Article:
Other Strategies for unionized firms, unions Construction.”

  • Unions

    • Job targeting: Try to lower W in union sector

      • “list price vs street price”

      • Union pools money on high priced, prevailing wage jobs to subsidize wages on competitive bids

    • Salting: try to lower APN or raise W in nonunion sector

      • More later

  • Unionized firms

    • Double breasting: union and nonunion crews


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Fine. “Union Salting: Reactions and Rulings since Construction.” Town and CountryJournal of Labor Research Summer 2002.

  • Salting: union members or organizers accept employment at a nonunion firm with the intent of filing unfair labor practice charges and organizing the work place

    • Aim is to pressure firm to recognize the union without a certification election; or

    • To disrupt nonunion firm production activities and lower its cost advantage over union firms


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Fine. “Union Salting: Reactions and Rulings since Construction.” Town and CountryJournal of Labor Research Summer 2002.

  • NLRB v. Town and Country Electric (1995)

    • IBEW locals 292 and 343 asked their unemployed members to apply for jobs at Town and Country Electric

    • Those employed trained on how to organize the site

    • How to monitor employer actions for possible ULP charges

    • IBEW paid the salts the difference between nonunion and union scale.

  • IBEW alleged one salt wrongfully discharged; 10 others wrongfully refused employment

  • NLRB upholds charge; consistently has held that salts are entitled to the same rights as other employees


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Fine. “Union Salting: Reactions and Rulings since Construction.” Town and CountryJournal of Labor Research Summer 2002.

  • ULP charges rise 36% in nonunion firms after salting

    • NLRB Cases involving salts

      • 1995: 4

      • 1996: 9 (of 262 salt cases filed in 1996)

      • 1997: 10

      • 1998: 8

      • 1999: 8

      • 2000: 16


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Fine. “Union Salting: Reactions and Rulings since Construction.” Town and CountryJournal of Labor Research Summer 2002.

  • Salt “charges” upheld by NLRB

    • 18 “refusal to consider”

    • 22 “refusal to hire”

    • 19 “unlawful interrogation”

    • 19 “unlawful discharge”

  • Penalties include back pay, reinstatements


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Fine. “Union Salting: Reactions and Rulings since Construction.” Town and CountryJournal of Labor Research Summer 2002.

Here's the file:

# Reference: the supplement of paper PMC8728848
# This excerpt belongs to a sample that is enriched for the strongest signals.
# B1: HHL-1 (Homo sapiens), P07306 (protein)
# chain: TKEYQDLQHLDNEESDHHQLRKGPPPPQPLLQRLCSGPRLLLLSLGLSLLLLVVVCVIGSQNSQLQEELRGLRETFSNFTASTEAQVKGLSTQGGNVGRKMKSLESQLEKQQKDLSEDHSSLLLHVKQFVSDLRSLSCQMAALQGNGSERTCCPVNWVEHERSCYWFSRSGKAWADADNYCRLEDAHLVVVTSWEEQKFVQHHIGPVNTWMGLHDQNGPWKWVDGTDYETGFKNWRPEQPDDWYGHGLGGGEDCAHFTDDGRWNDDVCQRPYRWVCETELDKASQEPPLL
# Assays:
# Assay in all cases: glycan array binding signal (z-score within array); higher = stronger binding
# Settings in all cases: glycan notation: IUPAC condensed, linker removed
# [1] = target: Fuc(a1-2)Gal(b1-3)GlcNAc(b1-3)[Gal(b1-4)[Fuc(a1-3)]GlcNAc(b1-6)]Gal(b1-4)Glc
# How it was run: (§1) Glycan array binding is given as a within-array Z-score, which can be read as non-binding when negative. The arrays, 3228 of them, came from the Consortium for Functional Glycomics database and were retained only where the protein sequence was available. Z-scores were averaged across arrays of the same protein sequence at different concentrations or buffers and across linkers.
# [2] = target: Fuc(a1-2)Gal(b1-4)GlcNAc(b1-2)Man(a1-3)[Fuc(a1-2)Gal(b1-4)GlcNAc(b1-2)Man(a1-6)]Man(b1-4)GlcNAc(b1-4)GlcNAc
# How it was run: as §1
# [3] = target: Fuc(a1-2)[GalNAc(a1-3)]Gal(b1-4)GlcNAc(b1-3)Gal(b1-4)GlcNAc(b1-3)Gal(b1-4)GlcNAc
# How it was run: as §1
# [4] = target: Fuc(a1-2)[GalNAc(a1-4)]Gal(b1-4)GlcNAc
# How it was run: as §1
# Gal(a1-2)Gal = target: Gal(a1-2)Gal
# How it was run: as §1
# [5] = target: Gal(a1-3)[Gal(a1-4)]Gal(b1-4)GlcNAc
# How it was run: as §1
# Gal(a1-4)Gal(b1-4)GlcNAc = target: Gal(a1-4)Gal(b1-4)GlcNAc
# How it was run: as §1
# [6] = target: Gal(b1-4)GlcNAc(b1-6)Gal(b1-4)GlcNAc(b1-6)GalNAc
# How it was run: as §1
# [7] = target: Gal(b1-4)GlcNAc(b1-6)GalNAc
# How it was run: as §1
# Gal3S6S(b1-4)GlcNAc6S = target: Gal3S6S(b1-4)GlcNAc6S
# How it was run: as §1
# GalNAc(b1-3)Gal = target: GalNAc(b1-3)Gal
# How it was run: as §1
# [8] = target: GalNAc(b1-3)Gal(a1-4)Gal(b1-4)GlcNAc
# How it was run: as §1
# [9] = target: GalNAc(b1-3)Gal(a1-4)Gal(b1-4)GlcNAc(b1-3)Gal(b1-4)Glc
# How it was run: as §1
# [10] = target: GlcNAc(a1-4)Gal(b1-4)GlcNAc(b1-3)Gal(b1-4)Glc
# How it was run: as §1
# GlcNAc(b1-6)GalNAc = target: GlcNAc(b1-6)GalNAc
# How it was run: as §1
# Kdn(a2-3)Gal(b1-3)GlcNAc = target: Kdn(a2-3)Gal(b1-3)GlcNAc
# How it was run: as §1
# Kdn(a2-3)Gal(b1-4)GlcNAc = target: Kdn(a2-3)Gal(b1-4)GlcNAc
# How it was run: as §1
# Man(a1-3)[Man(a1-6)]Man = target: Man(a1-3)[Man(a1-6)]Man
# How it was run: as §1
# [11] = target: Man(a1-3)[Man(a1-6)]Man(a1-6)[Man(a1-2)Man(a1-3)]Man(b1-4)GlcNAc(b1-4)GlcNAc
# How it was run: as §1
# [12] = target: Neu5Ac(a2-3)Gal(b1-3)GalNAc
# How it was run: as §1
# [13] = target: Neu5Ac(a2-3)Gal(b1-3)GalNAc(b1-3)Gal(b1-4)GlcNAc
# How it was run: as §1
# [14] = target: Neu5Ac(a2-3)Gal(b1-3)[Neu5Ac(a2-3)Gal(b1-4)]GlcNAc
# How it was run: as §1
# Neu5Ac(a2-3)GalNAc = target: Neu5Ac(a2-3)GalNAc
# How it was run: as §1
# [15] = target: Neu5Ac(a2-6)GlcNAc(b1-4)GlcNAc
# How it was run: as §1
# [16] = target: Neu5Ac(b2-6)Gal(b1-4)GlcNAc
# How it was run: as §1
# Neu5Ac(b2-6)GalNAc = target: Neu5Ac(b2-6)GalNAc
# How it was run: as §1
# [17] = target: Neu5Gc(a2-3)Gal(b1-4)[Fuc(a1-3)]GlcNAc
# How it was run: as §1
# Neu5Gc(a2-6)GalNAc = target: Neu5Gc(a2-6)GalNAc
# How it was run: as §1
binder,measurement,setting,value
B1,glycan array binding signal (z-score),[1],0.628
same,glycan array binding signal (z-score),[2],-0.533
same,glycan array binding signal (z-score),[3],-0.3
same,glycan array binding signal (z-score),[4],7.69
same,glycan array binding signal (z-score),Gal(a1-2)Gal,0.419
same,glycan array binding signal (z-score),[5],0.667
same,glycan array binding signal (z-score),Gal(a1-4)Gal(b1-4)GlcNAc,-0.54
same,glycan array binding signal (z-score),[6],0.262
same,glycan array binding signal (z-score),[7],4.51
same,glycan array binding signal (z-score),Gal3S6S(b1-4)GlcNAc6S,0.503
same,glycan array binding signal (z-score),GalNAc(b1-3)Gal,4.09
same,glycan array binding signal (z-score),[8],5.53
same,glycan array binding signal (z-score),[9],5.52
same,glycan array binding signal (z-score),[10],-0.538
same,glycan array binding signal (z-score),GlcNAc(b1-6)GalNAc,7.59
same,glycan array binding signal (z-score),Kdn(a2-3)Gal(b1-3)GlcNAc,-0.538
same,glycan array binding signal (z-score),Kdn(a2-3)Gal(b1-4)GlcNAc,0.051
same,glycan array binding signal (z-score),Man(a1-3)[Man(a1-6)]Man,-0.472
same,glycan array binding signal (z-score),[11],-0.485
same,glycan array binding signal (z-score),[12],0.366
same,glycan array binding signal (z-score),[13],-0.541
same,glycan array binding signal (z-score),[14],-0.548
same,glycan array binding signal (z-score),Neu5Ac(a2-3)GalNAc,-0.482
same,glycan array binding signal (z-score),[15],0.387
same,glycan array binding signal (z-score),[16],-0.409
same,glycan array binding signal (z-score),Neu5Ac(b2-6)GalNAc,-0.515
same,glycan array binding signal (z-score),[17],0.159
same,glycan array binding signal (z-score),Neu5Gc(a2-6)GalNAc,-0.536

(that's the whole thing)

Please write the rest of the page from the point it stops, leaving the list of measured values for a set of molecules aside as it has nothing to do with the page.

• Employer responses

    • Salting insurance paid by the Associated Builders and Contractors

    • Architectural Glass and Metal Co. Inc. (1997) can dismiss salts if there is an anti-moonlighting clause in contract

    • Industrial Company Southeast, Inc. (1997) Can require applications on original forms (union had submitted applications on xeroxed application forms.


Decertification l.jpg
Decertification Construction.”

  • RD petition must be filed by employees

    • At least 30% of employees must sign a decertification petition

    • Employer cannot encourage this process, must remain neutral

    • Filed within 60-90 days of expiration of a contract; or

    • if there has been no contract filed within 1 year of certification; or

    • After a contract has expired


Decertification39 l.jpg
Decertification Construction.”

  • RM petition can be filed by the employer

    • Timing similar to RD

    • Evidence supporting RM petition can include:

      • Unsolicited communications from employees requesting decertification;

      • Failure of union to represent workers, fulfill responsibilities;

      • Changes in the size of the workforce


Decertification40 l.jpg
Decertification Construction.”

  • Unions lose 75% of decertification elections

  • Unions win 45-50% of certification elections

  • RD petitions are gaining over time, RC and RM petitions have decreased in relative importance.

  • Combined RD + RM mean that decertification elections are rising in importance

    Scott, Hester and Arnold. “Employer-Initiated Elections, 1968-1992.” Journal of Labor Research Spring 1997.